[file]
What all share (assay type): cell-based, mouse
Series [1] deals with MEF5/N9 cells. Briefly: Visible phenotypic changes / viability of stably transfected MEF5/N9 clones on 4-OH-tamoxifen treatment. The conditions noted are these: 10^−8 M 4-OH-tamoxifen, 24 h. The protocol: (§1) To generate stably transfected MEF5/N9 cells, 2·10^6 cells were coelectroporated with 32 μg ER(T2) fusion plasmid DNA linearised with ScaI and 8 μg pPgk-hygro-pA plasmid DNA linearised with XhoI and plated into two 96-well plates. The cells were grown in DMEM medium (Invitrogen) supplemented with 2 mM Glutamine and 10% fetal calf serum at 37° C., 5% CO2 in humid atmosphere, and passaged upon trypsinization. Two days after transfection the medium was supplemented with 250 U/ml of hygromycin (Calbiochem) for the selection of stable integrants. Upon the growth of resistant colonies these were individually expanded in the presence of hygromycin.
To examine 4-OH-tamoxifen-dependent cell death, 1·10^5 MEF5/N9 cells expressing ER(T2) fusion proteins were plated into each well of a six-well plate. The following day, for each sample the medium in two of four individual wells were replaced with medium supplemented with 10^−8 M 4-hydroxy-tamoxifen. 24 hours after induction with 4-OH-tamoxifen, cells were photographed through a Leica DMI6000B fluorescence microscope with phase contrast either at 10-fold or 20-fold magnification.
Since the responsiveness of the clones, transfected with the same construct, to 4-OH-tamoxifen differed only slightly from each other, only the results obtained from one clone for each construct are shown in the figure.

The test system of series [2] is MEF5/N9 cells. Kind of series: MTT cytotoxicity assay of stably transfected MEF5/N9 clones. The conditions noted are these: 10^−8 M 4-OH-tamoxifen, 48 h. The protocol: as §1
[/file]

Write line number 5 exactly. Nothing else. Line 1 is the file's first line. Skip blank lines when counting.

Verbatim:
The test system of series [2] is MEF5/N9 cells. Kind of series: MTT cytotoxicity assay of stably transfected MEF5/N9 clones. The conditions noted are these: 10^−8 M 4-OH-tamoxifen, 48 h. The protocol: as §1